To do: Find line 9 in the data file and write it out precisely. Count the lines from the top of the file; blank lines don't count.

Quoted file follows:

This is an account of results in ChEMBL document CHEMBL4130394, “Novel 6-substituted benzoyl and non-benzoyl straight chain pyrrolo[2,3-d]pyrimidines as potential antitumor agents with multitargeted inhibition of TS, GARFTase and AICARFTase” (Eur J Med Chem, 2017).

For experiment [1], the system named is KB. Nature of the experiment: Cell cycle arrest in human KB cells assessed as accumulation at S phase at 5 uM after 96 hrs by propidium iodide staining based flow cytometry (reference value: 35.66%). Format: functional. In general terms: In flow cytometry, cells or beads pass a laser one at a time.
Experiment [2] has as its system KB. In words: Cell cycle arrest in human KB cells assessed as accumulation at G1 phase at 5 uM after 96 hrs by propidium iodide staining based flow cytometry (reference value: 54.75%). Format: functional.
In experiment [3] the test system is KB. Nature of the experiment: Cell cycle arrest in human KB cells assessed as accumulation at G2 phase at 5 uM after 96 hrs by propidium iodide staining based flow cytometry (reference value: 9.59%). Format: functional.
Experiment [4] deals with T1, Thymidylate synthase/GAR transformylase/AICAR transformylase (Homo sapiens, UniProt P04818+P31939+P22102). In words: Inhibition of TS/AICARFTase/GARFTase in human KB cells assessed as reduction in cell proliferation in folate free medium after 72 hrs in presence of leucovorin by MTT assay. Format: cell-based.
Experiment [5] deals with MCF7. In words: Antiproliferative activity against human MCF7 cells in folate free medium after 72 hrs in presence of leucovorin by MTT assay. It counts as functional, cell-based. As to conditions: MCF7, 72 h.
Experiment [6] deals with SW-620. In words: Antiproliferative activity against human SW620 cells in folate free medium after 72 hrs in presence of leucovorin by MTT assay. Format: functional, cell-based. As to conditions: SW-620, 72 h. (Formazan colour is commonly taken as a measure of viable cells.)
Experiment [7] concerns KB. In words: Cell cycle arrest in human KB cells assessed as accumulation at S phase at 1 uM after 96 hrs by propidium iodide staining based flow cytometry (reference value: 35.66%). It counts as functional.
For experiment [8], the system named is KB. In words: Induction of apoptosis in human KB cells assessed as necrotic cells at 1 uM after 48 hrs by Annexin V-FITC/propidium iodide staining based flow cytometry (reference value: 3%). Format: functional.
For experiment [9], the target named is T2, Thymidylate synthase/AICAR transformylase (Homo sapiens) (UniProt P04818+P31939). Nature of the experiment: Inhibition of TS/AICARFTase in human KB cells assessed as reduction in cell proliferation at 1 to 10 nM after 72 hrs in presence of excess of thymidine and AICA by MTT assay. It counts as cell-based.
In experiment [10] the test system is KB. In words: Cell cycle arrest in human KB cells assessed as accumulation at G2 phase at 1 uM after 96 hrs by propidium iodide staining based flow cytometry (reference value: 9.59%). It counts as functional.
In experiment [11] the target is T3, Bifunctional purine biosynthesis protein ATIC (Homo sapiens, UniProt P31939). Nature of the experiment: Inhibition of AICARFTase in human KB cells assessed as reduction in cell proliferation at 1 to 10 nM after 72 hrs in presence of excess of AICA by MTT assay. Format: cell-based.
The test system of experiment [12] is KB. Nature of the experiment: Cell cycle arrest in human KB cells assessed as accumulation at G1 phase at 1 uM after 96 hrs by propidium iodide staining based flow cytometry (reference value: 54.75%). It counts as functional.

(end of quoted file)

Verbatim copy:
For experiment [8], the system named is KB. In words: Induction of apoptosis in human KB cells assessed as necrotic cells at 1 uM after 48 hrs by Annexin V-FITC/propidium iodide staining based flow cytometry (reference value: 3%). Format: functional.